In 2020, golf and cross country grabbed the headlines
By Chapin Jewell
High school golf and cross country are listed as fall sports on the WVSSAC calendar. As such, when it comes to print space and headlines, they go head to head, not just with each other, but with the colossus that is football and also volleyball.
In 2020 especially, every effort was made to cover golf and cross country to the fullest extent possible in the News Tribune. Not only do the student-athletes deserve the coverage for their efforts, but in both cases this season, major stories developed in each sport.
By major stories, of course we’re talking about the fact that Keyser golf won the region championship and advanced to and competed in the WVSSAC state golf championship in Wheeling. By major stories, of course we’re talking about the fact that Frankfort’s boys’ cross country team not only competed in, but won the West Virginia class AA cross-country state championship held in Ona.
Yes, right smack in the middle of a well-publicized and successful football season for Keyser and Frankfort. Yes, right smack in the middle of a very competitive season between Keyser and Frankfort volleyball, particularly against each other, both golf and cross country rose up to become huge stories in Mineral County. Rising up as well, was a great deal of support from both ends of the county for the other’s respective teams.
In terms of coverage, golf has a decided advantage in that the competitive season opens earlier than all other sports. Golf season opens at the same time of the other fall sports, but actual competition can begin the next day, unlike the other sports that require several weeks of practice time first. For this reason, golf matches were up and running weeks before anything else was happening.
Consider that when it comes to golf in Mineral County, Keyser and Frankfort are involved together in the vast majority of their matches. Where Keyser is, so too is Frankfort and vice versa. Consider also that covering golf involves riding around in a golf cart in the middle of the nature’s beauty, being able to pick and choose which holes and where to go for the best pictures and best action so speak.
It doesn’t hurt that Polish Pines, the host course for Mineral County, was always accommodating. It doesn’t hurt that Keyser golf coach Josh Blowe and Frankfort golf coach Bill Cessna are two of the nicest guys you’ll meet and very, very accommodating as well. It doesn’t hurt that Keyser and Frankfort are never more friendly towards each other than on the golf course.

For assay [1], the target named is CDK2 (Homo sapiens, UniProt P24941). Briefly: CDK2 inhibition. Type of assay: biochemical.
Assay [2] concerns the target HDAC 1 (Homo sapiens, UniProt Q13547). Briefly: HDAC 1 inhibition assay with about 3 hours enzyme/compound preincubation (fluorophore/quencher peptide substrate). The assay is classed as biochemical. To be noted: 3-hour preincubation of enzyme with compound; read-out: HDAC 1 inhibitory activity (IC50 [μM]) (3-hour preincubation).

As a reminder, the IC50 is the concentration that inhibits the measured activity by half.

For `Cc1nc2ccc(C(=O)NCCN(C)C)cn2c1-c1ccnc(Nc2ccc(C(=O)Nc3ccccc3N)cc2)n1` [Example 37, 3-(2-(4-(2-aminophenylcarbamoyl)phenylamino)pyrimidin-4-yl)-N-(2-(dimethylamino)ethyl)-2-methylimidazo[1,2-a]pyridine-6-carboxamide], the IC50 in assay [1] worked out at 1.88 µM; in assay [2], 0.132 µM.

But other things were at play as well. Let’s face it, high school sports in Mineral County ended in the aftermath of the epic boys’ basketball sectional final between Keyser and Frankfort in March. Nothing else happened in high school sport, in terms of actual competition, for a full six months, until those high school golf matches started up in August. Six months, no high school sports.
Enter golf. Yes, it was the guinea pig so to speak. There was a rocky moment at first, but things really kicked into gear and there were a lot of golf matches in such a short period of time. It felt so good to see actual interscholastic contests be a thing again, and the weather generally cooperated.
As the matches continued several times a week, one thing became very clear, Keyser was good, real good. As the Golden Tornado racked up win after win in match play, everything was building to the all-important regional tournament to be held at Cacapon State Park and hosted by Berkeley Springs. To Keyser’s benefit, the Black and Gold had played that course a few times and were very familiar with it.
Might this be the year that Keyser could advance to the state tournament? All signs pointed this possibility, but still, the match would have to be played.
To add drama to the situation, as match play began at the regional tournament that day, Keyser was not playing their best, getting off to the direct opposite of a hot start. As the day progressed, however, play for the Black and Gold improved, so much so, that when the dust settled at the end of the day, Keyser laid claim to the regional championship, and had punched their ticket to the state golf tournament in Wheeling.
As news of Keyser’s qualification for the state tournament hit the masses, a groundswell of excitement and support came their way. Former Keyser players with state tournament experience offered up their memories and support. Well wishes poured in from all over and soon all of Mineral County was tuned in to the happenings of Keyser golf and their first-year head coach Josh Blowe.